Battling crime requires teamwork between police and residents, says Western District RCMP CO

by | Dec 22, 2023

Richmond Corner open house showcases positive discussion between police leadership and community they serve

Residents are the police officers’ “eyes and ears” in their respective communities, said Sgt. Dan Sharpe, commanding officer of the Western Valley RCMP Region, during an open house at the Richmond Community Centre on Wednesday, Dec. 20.

“Report what you see,” Sharpe told the approximately 60 residents on hand for the positive open discussion focused on ways to mitigate crime in their area.

Sharpe said police forces rely heavily on public information.

“We’re an intelligence-driven organization,” he said.

RCMP members, Cpl James Gallant, Cpl. Kalvin Hanscomb and Cst. Carson Kennedy joined Sharp for the public meeting.

Others at the head table included Richmond Corner residents Chris Foster, who served as host, and Gerald Williams. Woodstock councillors Mike Martin, whose Ward 1 includes Richmond Corner, and Will Belyea, whose Ward 2 borders the community,

Foster described the Richmond Corner meeting as an extension of the police open house on Dec. 11 hosted by Woodstock Mayor Trina Jones, featuring Sharpe and Woodstock Police Force Chief Gary Forward.

In response to the large attendance of Ward 1 residents at the Dec 11 meeting, Foster explained Sharpe agreed to participate in a follow-up meeting with the concerned residents.

The RCMP provides police coverage in Wards 1, 2, 3 and 5, while the Woodstock Police Force handles policing in Ward 4, the former Woodstock town boundaries.

Foster and several fellow Richmond Corner and surrounding area residents took the first steps to establish a Neighbourhood Watch program. He explained residents expressed concern about the level of petty crime in the community.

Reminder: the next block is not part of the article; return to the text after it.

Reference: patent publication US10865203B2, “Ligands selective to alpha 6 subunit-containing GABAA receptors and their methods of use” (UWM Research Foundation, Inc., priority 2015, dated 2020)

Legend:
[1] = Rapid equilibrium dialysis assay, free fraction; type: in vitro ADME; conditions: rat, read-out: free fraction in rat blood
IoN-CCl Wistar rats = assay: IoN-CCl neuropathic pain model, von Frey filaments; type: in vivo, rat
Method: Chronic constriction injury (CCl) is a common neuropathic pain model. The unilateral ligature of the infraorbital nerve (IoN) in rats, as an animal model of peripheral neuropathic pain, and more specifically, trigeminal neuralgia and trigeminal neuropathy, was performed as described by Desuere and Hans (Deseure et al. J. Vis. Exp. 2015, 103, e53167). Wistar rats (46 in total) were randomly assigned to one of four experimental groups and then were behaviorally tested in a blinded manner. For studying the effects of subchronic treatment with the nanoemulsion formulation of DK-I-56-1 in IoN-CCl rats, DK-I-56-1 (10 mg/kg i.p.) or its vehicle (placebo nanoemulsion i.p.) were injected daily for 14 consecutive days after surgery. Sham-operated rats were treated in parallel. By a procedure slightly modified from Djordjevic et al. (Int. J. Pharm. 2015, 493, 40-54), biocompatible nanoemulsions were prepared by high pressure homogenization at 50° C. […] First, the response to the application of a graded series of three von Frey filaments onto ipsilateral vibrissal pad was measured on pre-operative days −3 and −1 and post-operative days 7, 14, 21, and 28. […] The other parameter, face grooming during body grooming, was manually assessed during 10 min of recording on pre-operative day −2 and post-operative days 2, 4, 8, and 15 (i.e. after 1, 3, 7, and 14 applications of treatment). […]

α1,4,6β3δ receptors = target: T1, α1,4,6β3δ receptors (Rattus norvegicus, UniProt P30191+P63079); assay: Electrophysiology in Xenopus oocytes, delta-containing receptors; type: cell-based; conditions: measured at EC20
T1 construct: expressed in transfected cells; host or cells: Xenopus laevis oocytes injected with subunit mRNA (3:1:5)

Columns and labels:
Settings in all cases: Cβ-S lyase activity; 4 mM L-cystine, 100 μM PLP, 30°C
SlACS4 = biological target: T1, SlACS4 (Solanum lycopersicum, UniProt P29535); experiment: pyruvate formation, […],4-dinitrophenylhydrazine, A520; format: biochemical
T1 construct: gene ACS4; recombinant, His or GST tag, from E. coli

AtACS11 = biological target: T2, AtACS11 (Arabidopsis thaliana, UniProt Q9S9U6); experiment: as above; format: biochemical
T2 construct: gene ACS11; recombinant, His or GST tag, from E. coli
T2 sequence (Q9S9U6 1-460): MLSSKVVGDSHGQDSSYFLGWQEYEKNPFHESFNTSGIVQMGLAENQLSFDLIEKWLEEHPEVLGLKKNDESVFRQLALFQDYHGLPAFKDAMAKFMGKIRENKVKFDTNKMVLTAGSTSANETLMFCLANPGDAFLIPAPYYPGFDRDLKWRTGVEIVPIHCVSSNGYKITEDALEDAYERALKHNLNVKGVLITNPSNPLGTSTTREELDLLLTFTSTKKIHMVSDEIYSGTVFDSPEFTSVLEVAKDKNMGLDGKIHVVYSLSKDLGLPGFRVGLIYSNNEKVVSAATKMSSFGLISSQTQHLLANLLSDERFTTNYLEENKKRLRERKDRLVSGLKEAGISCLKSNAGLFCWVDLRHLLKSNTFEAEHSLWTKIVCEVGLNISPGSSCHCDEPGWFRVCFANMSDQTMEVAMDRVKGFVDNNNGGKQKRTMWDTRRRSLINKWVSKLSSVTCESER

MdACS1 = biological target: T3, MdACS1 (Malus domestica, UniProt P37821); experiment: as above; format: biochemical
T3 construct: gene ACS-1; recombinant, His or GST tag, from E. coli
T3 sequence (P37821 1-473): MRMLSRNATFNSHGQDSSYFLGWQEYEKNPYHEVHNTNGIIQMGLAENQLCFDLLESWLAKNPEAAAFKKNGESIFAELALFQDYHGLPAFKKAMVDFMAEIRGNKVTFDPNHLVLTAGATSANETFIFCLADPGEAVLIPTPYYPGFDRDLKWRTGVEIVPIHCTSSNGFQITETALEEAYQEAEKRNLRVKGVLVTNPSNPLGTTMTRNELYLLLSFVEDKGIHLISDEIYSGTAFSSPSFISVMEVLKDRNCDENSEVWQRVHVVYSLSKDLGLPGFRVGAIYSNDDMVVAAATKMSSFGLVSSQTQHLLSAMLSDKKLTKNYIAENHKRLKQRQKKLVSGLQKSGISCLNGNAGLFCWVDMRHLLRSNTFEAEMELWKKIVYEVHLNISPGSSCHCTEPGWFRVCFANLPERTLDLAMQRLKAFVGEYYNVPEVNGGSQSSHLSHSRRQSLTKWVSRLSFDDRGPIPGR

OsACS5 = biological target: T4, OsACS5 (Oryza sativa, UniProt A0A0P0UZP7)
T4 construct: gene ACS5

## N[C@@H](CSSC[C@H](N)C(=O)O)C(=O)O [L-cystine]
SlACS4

“Everyone can rattle off something amiss on their property or a neighbour’s property,” he said.

Sharpe said the force supports the Neighbourhood Watch initiative but stressed such programs are “community-led.” He explained the RCMP would provide information and guidance.

Sharpe said the RCMP would provide an officer to work as a liaison with the group, while the group should choose watch captains to compile information and stats to report to the police.

He said anyone can report suspicious activity or potential crimes in progress, noting they should call 911 in an emergency or 506-325-3000 in a non-emergency. People can also provide information on the RCMP-New Brunswick website.

Sharpe also emphasized the importance of providing as detailed information as possible, noting descriptions of what suspects are wearing, the colour, model and licence plate of vehicles and the time and place to help police investigate officers.

He explained that, for example, a description of the car or even the suspect’s clothes could provide “just enough” probable cause to stop or search a vehicle.

Sharpe added no detail is too small, noting it could be the piece police need to combine with other information to lay charges.